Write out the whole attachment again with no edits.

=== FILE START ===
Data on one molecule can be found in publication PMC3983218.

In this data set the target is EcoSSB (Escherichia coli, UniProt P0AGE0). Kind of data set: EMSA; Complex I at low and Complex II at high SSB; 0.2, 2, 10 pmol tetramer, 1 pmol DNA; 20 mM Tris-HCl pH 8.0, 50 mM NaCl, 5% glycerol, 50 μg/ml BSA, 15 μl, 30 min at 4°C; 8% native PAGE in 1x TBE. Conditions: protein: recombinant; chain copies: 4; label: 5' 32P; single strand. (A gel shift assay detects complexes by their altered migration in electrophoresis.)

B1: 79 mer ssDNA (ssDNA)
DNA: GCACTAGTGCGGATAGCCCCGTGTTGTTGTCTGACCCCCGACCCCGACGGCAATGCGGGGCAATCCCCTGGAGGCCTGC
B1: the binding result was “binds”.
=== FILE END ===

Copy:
Data on one molecule can be found in publication PMC3983218.

In this data set the target is EcoSSB (Escherichia coli, UniProt P0AGE0). Kind of data set: EMSA; Complex I at low and Complex II at high SSB; 0.2, 2, 10 pmol tetramer, 1 pmol DNA; 20 mM Tris-HCl pH 8.0, 50 mM NaCl, 5% glycerol, 50 μg/ml BSA, 15 μl, 30 min at 4°C; 8% native PAGE in 1x TBE. Conditions: protein: recombinant; chain copies: 4; label: 5' 32P; single strand. (A gel shift assay detects complexes by their altered migration in electrophoresis.)

B1: 79 mer ssDNA (ssDNA)
DNA: GCACTAGTGCGGATAGCCCCGTGTTGTTGTCTGACCCCCGACCCCGACGGCAATGCGGGGCAATCCCCTGGAGGCCTGC
B1: the binding result was “binds”.